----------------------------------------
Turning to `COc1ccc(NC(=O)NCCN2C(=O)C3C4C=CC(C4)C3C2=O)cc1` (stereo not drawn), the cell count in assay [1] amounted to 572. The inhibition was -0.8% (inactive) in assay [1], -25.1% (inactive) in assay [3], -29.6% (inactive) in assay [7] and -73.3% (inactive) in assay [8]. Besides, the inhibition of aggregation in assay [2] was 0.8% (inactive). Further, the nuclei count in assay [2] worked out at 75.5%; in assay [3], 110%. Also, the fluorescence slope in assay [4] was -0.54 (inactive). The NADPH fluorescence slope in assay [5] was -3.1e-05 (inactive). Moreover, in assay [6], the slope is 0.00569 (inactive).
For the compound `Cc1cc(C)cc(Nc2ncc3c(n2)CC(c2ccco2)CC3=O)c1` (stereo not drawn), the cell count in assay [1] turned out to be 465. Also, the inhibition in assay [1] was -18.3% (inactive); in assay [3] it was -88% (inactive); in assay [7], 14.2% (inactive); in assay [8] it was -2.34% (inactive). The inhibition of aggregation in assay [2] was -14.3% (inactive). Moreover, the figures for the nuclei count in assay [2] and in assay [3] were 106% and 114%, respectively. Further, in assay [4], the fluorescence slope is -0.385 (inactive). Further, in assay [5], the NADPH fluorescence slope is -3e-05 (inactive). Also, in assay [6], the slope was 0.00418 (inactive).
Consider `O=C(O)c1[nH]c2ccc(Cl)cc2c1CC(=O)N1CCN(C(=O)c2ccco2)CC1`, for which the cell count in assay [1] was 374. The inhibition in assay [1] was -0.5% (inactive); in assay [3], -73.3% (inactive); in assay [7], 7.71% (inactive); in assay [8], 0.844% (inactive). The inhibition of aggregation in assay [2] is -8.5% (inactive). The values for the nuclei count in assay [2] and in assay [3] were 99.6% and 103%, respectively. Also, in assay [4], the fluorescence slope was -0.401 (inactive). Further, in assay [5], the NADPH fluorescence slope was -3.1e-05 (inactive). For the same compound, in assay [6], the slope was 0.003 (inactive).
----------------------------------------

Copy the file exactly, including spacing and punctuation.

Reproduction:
Turning to `COc1ccc(NC(=O)NCCN2C(=O)C3C4C=CC(C4)C3C2=O)cc1` (stereo not drawn), the cell count in assay [1] amounted to 572. The inhibition was -0.8% (inactive) in assay [1], -25.1% (inactive) in assay [3], -29.6% (inactive) in assay [7] and -73.3% (inactive) in assay [8]. Besides, the inhibition of aggregation in assay [2] was 0.8% (inactive). Further, the nuclei count in assay [2] worked out at 75.5%; in assay [3], 110%. Also, the fluorescence slope in assay [4] was -0.54 (inactive). The NADPH fluorescence slope in assay [5] was -3.1e-05 (inactive). Moreover, in assay [6], the slope is 0.00569 (inactive).
For the compound `Cc1cc(C)cc(Nc2ncc3c(n2)CC(c2ccco2)CC3=O)c1` (stereo not drawn), the cell count in assay [1] turned out to be 465. Also, the inhibition in assay [1] was -18.3% (inactive); in assay [3] it was -88% (inactive); in assay [7], 14.2% (inactive); in assay [8] it was -2.34% (inactive). The inhibition of aggregation in assay [2] was -14.3% (inactive). Moreover, the figures for the nuclei count in assay [2] and in assay [3] were 106% and 114%, respectively. Further, in assay [4], the fluorescence slope is -0.385 (inactive). Further, in assay [5], the NADPH fluorescence slope is -3e-05 (inactive). Also, in assay [6], the slope was 0.00418 (inactive).
Consider `O=C(O)c1[nH]c2ccc(Cl)cc2c1CC(=O)N1CCN(C(=O)c2ccco2)CC1`, for which the cell count in assay [1] was 374. The inhibition in assay [1] was -0.5% (inactive); in assay [3], -73.3% (inactive); in assay [7], 7.71% (inactive); in assay [8], 0.844% (inactive). The inhibition of aggregation in assay [2] is -8.5% (inactive). The values for the nuclei count in assay [2] and in assay [3] were 99.6% and 103%, respectively. Also, in assay [4], the fluorescence slope was -0.401 (inactive). Further, in assay [5], the NADPH fluorescence slope was -3.1e-05 (inactive). For the same compound, in assay [6], the slope was 0.003 (inactive).